NewsLocal News


Judge: MO HealthNet must enroll all eligible under Medicaid expansion

KC Medicaid expansion rally
Posted at 10:24 AM, Aug 10, 2021
and last updated 2021-08-10 11:59:29-04

KANSAS CITY, Mo. — Medicaid expansion has arrived in Missouri after being delayed six weeks after residents sued the state, which initially refused to implement the voter-approved program.

The approximately 275,000 Missouri residents now eligible to enroll in MO HealthNet after voters expanded eligibility for the state’s Medicaid program last August can begin signing up for coverage despite ongoing objections from the state.

Cole County Circuit Judge Jon E. Beetum — who initially ruled Medicaid expansion to be unconstitutional, only to have the Missouri Supreme Court reverse his decisionissued an order Tuesday that bars Missouri from prohibiting newly eligible individuals from signing up for MO HealthNet.

Beetum’s order also prohibits the state “from imposing any greater or additional burdens or restrictions on eligibility or enrollment standards, methodologies, or practices on individuals” covered by Medicaid expansion.

MO HealthNet and the Family Support Division of the Missouri Department of Social Services also are required to post Beetum’s order and judgment on their website.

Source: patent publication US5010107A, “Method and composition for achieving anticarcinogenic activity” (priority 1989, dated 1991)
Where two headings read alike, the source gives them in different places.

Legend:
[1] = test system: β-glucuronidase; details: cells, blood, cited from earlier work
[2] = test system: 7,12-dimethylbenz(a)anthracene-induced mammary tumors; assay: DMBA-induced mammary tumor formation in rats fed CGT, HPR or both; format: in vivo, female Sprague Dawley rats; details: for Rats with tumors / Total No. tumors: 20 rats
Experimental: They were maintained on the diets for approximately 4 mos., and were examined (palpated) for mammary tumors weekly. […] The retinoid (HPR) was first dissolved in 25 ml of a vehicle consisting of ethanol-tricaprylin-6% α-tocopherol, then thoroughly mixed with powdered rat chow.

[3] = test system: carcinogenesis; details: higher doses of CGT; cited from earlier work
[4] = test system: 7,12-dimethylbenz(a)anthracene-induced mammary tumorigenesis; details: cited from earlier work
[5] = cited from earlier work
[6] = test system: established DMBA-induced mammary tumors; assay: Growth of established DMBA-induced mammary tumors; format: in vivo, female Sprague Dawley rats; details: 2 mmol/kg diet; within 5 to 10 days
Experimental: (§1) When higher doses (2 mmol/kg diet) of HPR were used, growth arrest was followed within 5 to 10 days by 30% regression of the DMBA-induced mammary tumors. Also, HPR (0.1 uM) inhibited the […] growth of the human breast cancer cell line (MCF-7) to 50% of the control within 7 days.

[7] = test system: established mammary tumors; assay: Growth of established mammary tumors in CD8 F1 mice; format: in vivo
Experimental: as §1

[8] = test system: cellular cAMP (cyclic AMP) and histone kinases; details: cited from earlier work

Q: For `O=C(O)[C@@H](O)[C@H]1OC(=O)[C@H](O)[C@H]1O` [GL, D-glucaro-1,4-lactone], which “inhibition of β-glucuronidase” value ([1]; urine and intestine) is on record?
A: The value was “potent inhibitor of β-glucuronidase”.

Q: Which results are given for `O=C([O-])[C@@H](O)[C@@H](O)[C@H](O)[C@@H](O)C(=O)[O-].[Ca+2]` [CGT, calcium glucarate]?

“With today’s court order, Medicaid eligibility is finally expanded in Missouri, as its voters mandated and its people deserve," House Minority Leader Crystal Quade, a Springfield Democrat, said in a statement. "There can be no more excuses and no more delays in implementation. Expansion not only will make our state healthier, the infusion of billions of additional federal Medicaid dollars will boost our economy. And this will happen without a tax increase and without cuts to other state services.”

Missouri Attorney General Eric Schmitt sought to have Medicaid expansion declared unconstitutional after the state legislature refused to provide funding for the expansion, which Missouri voters passed in August 2020.

The federal government will pay 90% of the coverage costs for new enrollees under Medicaid expansion, which was supposed to take effect July 1.